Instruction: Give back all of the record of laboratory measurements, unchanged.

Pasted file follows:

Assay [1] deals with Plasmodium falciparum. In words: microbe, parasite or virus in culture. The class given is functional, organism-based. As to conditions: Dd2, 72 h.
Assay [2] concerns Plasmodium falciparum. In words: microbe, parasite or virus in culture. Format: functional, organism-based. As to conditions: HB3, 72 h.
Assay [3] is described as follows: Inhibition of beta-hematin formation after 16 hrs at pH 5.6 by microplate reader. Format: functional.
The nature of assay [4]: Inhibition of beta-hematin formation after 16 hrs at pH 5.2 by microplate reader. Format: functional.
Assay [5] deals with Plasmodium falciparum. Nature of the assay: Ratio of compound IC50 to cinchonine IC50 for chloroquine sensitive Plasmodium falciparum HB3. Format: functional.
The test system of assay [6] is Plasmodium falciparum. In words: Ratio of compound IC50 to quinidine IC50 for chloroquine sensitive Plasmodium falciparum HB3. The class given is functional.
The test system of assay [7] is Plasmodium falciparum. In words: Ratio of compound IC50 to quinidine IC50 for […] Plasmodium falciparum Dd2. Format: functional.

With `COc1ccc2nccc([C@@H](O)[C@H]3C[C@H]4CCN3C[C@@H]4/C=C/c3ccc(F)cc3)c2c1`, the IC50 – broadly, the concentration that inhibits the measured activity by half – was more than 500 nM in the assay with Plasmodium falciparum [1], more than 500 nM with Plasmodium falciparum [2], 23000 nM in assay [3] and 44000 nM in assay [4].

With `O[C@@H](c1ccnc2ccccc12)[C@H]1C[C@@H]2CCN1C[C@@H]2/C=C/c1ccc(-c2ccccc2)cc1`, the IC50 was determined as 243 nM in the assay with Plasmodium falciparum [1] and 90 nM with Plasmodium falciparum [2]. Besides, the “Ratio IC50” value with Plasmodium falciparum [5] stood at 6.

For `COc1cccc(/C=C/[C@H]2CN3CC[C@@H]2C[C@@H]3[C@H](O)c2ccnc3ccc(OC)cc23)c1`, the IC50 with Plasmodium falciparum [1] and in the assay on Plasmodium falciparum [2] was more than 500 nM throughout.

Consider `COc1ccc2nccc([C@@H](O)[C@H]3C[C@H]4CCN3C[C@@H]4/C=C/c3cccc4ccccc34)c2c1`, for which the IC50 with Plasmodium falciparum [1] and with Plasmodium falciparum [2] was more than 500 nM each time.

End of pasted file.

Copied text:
Assay [1] deals with Plasmodium falciparum. In words: microbe, parasite or virus in culture. The class given is functional, organism-based. As to conditions: Dd2, 72 h.
Assay [2] concerns Plasmodium falciparum. In words: microbe, parasite or virus in culture. Format: functional, organism-based. As to conditions: HB3, 72 h.
Assay [3] is described as follows: Inhibition of beta-hematin formation after 16 hrs at pH 5.6 by microplate reader. Format: functional.
The nature of assay [4]: Inhibition of beta-hematin formation after 16 hrs at pH 5.2 by microplate reader. Format: functional.
Assay [5] deals with Plasmodium falciparum. Nature of the assay: Ratio of compound IC50 to cinchonine IC50 for chloroquine sensitive Plasmodium falciparum HB3. Format: functional.
The test system of assay [6] is Plasmodium falciparum. In words: Ratio of compound IC50 to quinidine IC50 for chloroquine sensitive Plasmodium falciparum HB3. The class given is functional.
The test system of assay [7] is Plasmodium falciparum. In words: Ratio of compound IC50 to quinidine IC50 for […] Plasmodium falciparum Dd2. Format: functional.

With `COc1ccc2nccc([C@@H](O)[C@H]3C[C@H]4CCN3C[C@@H]4/C=C/c3ccc(F)cc3)c2c1`, the IC50 – broadly, the concentration that inhibits the measured activity by half – was more than 500 nM in the assay with Plasmodium falciparum [1], more than 500 nM with Plasmodium falciparum [2], 23000 nM in assay [3] and 44000 nM in assay [4].

With `O[C@@H](c1ccnc2ccccc12)[C@H]1C[C@@H]2CCN1C[C@@H]2/C=C/c1ccc(-c2ccccc2)cc1`, the IC50 was determined as 243 nM in the assay with Plasmodium falciparum [1] and 90 nM with Plasmodium falciparum [2]. Besides, the “Ratio IC50” value with Plasmodium falciparum [5] stood at 6.

For `COc1cccc(/C=C/[C@H]2CN3CC[C@@H]2C[C@@H]3[C@H](O)c2ccnc3ccc(OC)cc23)c1`, the IC50 with Plasmodium falciparum [1] and in the assay on Plasmodium falciparum [2] was more than 500 nM throughout.

Consider `COc1ccc2nccc([C@@H](O)[C@H]3C[C@H]4CCN3C[C@@H]4/C=C/c3cccc4ccccc34)c2c1`, for which the IC50 with Plasmodium falciparum [1] and with Plasmodium falciparum [2] was more than 500 nM each time.